I love (love!) your book, and that’s why I’m commenting. I get the premise you’re trying to get at here, but you have the wrong language.
Let’s start with this one. Is Apple a brand? Is Nike a brand? Of course they are. Do people feel connected to them? Of course they do. And where are their goods made? In factories.
Name any big brand that people define themselves by. Gucci. Any fashion brand. Where are their goods made? Factories. Factories make goods. Some of the goods are sold by brands that make connections. Other goods are sold by brands that don’t make connections and go the way of the dodo bird.
Next incorrect definition is “passive income.” Passive income does not mean you lay on the beach while the money rolls in. Even Tim Ferriss doesn’t do that, as you pointed out.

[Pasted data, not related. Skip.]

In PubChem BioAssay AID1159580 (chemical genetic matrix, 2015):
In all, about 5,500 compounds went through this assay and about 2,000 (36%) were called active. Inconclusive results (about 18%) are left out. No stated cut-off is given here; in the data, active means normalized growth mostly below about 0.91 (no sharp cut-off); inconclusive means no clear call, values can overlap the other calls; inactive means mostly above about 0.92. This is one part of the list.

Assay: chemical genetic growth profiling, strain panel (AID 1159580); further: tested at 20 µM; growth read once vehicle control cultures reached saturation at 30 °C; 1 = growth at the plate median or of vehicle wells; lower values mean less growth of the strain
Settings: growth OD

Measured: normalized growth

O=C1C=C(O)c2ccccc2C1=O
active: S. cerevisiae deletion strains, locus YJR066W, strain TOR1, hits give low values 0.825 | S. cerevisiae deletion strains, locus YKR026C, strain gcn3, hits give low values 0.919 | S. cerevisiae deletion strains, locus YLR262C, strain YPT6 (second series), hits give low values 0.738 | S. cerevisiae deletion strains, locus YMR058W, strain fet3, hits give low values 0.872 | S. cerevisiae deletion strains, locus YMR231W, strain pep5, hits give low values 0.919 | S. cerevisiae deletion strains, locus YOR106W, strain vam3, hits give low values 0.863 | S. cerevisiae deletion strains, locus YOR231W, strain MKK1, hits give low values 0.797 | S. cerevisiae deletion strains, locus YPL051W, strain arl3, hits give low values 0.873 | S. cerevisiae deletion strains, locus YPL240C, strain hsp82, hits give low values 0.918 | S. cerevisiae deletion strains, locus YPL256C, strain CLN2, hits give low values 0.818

But, if I’m an accountant and I spend all day every day doing people’s taxes and other paperwork, that’s not passive. That’s active labor.
On the other hand, if I write a book about how to do your own accounting and save money, I can sell that book over and over again. Work once, sell many times. THAT is passive income.
Make no mistake, both people are going to have to work their buns off to keep their business growing. They have to market and promote and build their brand. That’s how to stay IN business. The alternative is the unemployment line, or maybe a cubicle.
So, “passive” income doesn’t mean “no work” it means creating something you can sell more than once after the work is done, as opposed to active labor.